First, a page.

March 16_Describing Water

See the Tupelo Press 30/30 Project to read the poems for March 16, 2014 by scrolling down to “Day 16/Poems 16” and of course, to read my poem: Describing Water / by John C. Mannone

Backstory to “Describing Water”

I contend whenever someone has “writer’s block,” then they should seduce their Muse (see my discussion on this website/blog). However, one additional technique I use to coax a poem is to simply describe something, anything that has the slightest appeal. Simply start writing without any agenda or intention of getting a poem out of the exercise. (Often that puts pressure and subverts the process.) But interestingly enough, a connection will be made to provide direction or context.

In this case, I decided to describe water. Even that was a tough place to start. I thought I wanted to describe the sounds of water: waterfalls, waves crashing the shore, etc. Instead, a much more calm sensation emerged. Think about it, when you’re in the warm Caribbean sea, the delightful feel of salt on the skin, the gentle flow of water through the fingers, becoming very resistive the harder you move the hands. Anyway, that’s what was going through my mind as I started to write. I had to stop for some reason (probably a bad move on my part, but I had little choice). I was left with a segment (about half the poem that wasn’t a poem yet) in desperate need of context. In the wee hours, my daughter called (in response to an overdue “I’m okay, Dad”). After telling me that she had been reading these Tupelo poems, I was surprised and delighted of her (emotional) support. As soon as we hung up, I decided to write a poem and dedicate to her. But I had no clue what that poem would be. I certainly didn’t connect her to my poem in desperate search of context. At least not until I woke up this morning. That’s when I realized the narrative voice would be that of my daughter, while she was still a fetus.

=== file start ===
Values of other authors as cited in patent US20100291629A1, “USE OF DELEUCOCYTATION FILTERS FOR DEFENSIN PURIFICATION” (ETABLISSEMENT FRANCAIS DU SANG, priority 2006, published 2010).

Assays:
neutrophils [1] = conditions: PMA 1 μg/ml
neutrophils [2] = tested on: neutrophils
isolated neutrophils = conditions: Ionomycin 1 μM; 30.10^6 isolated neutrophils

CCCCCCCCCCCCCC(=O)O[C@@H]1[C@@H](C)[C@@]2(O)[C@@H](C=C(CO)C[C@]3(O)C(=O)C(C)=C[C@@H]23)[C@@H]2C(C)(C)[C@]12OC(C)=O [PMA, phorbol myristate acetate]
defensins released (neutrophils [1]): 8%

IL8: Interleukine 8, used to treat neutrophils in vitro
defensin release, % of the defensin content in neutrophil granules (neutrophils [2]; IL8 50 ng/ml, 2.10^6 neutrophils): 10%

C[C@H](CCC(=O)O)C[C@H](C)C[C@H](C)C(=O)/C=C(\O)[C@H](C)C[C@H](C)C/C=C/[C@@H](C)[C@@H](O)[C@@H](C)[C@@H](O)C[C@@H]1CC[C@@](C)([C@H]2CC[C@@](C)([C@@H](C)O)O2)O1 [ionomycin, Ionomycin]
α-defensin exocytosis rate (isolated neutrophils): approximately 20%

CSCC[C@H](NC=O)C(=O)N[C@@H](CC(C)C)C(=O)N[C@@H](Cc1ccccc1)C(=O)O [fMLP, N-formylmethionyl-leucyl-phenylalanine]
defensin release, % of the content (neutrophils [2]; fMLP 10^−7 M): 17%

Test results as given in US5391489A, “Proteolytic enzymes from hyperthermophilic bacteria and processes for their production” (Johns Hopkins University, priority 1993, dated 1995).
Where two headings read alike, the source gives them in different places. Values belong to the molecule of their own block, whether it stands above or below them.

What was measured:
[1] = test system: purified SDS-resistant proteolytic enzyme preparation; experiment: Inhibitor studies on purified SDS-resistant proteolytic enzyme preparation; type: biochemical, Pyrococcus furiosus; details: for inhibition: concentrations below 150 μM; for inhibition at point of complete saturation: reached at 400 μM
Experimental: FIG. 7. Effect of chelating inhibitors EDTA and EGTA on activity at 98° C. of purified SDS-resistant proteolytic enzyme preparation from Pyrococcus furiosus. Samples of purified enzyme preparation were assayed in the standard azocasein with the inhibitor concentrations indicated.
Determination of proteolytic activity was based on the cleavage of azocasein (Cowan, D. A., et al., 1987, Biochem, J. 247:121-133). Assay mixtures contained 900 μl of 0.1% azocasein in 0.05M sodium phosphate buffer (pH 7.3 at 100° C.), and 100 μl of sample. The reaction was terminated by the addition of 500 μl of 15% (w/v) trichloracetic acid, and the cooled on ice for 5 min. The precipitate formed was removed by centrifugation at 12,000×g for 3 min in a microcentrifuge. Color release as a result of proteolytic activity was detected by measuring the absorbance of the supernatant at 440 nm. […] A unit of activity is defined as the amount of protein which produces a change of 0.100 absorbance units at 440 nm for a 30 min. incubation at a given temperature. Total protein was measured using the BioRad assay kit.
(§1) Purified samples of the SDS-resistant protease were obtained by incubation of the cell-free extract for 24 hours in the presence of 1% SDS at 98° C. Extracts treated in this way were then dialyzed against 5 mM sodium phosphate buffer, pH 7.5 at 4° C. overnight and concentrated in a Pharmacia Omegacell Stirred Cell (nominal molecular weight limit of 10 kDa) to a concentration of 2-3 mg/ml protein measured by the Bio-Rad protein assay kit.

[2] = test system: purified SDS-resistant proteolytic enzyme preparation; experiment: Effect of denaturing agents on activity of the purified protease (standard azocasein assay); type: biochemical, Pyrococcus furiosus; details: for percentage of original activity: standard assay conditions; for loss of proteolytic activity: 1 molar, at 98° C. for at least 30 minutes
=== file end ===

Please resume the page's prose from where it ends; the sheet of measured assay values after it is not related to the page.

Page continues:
The structure of the poem is that of a birth canal, long and narrow. I think you might understand why it was continuous until the very end, when birth occurred. Study the line breaks. Some of them are quite good.

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